Meredith Grey (Ellen Pompeo) will not be resorting back to her dark and twisty ways following the death of her husband Derek Shepherd (Patrick Dempsey) in “Grey’s Anatomy” Season 12.
In fact, Pompeo promises at the 2015 TCA summer press tour that Meredith — and all of “Grey’s”, actually — will be heading in a much lighter direction than they’ve been going in recent seasons.
“Shonda [Rhimes] really wants this season to be a lot lighter. I think re-airing the pilot also inspired her in a way to sort of get back to our roots and make it a little lighter and a little more fun,” Pompeo says. “We were dark, now we have to go light. You have to keep changing to keep the audience engaged. We definitely can’t do the same thing over and over and over.”
Rhimes agrees that Season 12 will be a brighter turn for the hospital drama and that the change makes her excited for the characters.
“I guess the theme [of Season 12] is rebirth, which I’m excited about for all the characters, but especially Meredith,” she says. “We sort of ended last year talking about how the sun was gonna rise again. We do have this world in which Meredith is single and she is living this life that she … hadn’t thought she would be living again.”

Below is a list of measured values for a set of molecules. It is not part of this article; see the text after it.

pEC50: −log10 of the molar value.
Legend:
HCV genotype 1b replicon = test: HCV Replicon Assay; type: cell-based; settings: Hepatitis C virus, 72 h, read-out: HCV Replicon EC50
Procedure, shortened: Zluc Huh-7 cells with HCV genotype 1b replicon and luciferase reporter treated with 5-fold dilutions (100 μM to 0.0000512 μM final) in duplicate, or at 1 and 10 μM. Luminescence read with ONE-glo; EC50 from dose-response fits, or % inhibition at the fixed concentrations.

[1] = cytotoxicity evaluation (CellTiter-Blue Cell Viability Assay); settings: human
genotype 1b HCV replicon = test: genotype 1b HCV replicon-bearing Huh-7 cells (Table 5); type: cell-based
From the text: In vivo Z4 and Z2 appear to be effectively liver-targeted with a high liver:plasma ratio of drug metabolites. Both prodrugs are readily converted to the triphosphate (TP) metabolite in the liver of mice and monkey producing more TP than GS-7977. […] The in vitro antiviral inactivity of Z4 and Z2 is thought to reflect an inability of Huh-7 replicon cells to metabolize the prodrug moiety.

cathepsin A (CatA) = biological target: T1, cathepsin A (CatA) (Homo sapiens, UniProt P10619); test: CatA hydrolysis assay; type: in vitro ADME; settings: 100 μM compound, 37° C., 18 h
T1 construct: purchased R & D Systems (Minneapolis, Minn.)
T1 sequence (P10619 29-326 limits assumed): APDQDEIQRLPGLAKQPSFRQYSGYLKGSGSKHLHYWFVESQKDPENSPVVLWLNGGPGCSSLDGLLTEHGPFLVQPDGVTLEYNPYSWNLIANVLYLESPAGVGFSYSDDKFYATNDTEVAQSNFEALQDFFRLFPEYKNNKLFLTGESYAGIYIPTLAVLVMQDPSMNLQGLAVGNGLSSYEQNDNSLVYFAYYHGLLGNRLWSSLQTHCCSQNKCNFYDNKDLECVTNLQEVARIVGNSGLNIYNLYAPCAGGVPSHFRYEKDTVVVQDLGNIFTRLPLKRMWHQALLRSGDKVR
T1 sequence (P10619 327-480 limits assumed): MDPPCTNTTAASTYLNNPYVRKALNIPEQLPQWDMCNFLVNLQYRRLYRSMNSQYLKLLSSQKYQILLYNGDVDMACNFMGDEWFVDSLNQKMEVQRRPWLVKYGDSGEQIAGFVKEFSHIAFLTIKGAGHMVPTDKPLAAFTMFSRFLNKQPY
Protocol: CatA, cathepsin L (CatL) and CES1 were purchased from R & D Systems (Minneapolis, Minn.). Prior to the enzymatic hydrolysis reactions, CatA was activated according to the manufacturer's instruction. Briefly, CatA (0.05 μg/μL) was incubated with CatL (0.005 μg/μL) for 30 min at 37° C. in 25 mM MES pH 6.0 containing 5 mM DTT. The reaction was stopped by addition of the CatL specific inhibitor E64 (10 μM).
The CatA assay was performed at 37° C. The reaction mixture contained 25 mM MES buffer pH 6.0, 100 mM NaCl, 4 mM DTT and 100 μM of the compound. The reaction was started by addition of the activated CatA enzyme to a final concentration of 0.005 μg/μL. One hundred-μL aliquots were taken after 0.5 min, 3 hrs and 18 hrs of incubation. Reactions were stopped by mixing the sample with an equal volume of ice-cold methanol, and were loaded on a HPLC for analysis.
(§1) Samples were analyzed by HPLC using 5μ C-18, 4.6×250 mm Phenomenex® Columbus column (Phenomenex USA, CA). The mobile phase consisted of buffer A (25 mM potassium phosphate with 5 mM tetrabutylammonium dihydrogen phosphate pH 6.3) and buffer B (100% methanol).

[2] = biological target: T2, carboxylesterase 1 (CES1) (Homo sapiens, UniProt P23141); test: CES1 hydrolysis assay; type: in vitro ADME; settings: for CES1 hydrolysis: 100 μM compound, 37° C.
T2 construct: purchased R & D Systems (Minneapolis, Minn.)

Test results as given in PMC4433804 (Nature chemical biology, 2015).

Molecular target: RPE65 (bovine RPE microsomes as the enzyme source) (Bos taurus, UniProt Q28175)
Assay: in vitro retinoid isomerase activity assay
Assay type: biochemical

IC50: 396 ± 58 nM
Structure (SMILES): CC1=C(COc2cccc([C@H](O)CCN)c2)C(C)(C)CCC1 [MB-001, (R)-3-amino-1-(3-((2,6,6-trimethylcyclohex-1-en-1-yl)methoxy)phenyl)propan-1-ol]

Part of that rebirth will have Meredith in a world she hasn’t been in for several seasons — the world of single women and dating.
“She’s living in a house with her sisters and she’s surrounded — there’s a lot of single women in the show right now — she’s surrounded by women who are dating and having a whole life and she’s not interested in that,” Rhimes says. “You’re kind of starting to wonder if there’s a second life for her? Or are those years behind you and you’re on a different track?”
Even if Meredith isn’t jumping back into the dating pool again, Pompeo is ready to tell the important story of learning to be on your own again after losing your spouse or significant other.
“It’s a very human story to tell, so many people lose their spouses in a myriad of different ways,” she explains. “A lot of people feel like they can’t get up again, so telling that story of how life does go on after what you think is impossible is something many people can relate to.”
As painful as losing McDreamy has been, Pompeo believes that the death of a major character allows the writers to dig deeper and tell new and exciting stories.
“In order for a one-hour drama to continue, there has to be big upheavals. Every time we’ve lost a major character — we’ve had such amazing characters on the show and every time we’ve lost one, it’s been devastating and sad and you think how can the show go on?” she says. “But that’s how the writers find inspiration. So the loss of the big characters is exactly how the show does go on.”
Additional reporting by Andrea Reiher